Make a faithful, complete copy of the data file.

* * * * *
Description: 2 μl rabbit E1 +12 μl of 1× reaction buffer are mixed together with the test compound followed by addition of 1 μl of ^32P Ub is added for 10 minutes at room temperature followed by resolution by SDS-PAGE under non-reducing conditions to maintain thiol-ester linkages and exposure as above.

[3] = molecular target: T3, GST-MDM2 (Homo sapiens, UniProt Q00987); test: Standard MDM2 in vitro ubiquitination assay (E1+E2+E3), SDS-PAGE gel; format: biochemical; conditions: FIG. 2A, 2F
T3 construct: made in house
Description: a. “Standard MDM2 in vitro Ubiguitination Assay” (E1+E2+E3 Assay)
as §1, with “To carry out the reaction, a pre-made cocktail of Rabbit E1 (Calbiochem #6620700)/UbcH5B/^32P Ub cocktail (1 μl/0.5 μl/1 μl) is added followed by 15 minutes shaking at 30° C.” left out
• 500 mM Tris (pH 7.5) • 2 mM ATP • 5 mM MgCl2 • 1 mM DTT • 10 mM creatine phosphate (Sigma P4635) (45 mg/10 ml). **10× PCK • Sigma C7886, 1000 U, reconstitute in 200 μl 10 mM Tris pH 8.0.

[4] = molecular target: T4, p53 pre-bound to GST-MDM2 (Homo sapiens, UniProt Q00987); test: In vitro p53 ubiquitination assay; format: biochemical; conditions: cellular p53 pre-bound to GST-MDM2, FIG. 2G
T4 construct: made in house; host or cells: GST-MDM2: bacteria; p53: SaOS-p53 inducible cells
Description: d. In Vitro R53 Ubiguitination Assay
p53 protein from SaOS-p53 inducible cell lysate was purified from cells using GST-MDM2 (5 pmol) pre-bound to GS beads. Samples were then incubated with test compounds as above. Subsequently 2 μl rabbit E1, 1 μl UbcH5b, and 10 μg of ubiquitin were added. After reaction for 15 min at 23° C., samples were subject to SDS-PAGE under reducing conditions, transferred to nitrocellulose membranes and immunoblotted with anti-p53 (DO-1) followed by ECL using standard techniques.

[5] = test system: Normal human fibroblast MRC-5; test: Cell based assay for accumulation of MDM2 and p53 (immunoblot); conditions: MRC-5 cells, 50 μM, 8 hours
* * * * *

Description: 2 μl rabbit E1 +12 μl of 1× reaction buffer are mixed together with the test compound followed by addition of 1 μl of ^32P Ub is added for 10 minutes at room temperature followed by resolution by SDS-PAGE under non-reducing conditions to maintain thiol-ester linkages and exposure as above.

[3] = molecular target: T3, GST-MDM2 (Homo sapiens, UniProt Q00987); test: Standard MDM2 in vitro ubiquitination assay (E1+E2+E3), SDS-PAGE gel; format: biochemical; conditions: FIG. 2A, 2F
T3 construct: made in house
Description: a. “Standard MDM2 in vitro Ubiguitination Assay” (E1+E2+E3 Assay)
as §1, with “To carry out the reaction, a pre-made cocktail of Rabbit E1 (Calbiochem #6620700)/UbcH5B/^32P Ub cocktail (1 μl/0.5 μl/1 μl) is added followed by 15 minutes shaking at 30° C.” left out
• 500 mM Tris (pH 7.5) • 2 mM ATP • 5 mM MgCl2 • 1 mM DTT • 10 mM creatine phosphate (Sigma P4635) (45 mg/10 ml). **10× PCK • Sigma C7886, 1000 U, reconstitute in 200 μl 10 mM Tris pH 8.0.

[4] = molecular target: T4, p53 pre-bound to GST-MDM2 (Homo sapiens, UniProt Q00987); test: In vitro p53 ubiquitination assay; format: biochemical; conditions: cellular p53 pre-bound to GST-MDM2, FIG. 2G
T4 construct: made in house; host or cells: GST-MDM2: bacteria; p53: SaOS-p53 inducible cells
Description: d. In Vitro R53 Ubiguitination Assay
p53 protein from SaOS-p53 inducible cell lysate was purified from cells using GST-MDM2 (5 pmol) pre-bound to GS beads. Samples were then incubated with test compounds as above. Subsequently 2 μl rabbit E1, 1 μl UbcH5b, and 10 μg of ubiquitin were added. After reaction for 15 min at 23° C., samples were subject to SDS-PAGE under reducing conditions, transferred to nitrocellulose membranes and immunoblotted with anti-p53 (DO-1) followed by ECL using standard techniques.

[5] = test system: Normal human fibroblast MRC-5; test: Cell based assay for accumulation of MDM2 and p53 (immunoblot); conditions: MRC-5 cells, 50 μM, 8 hours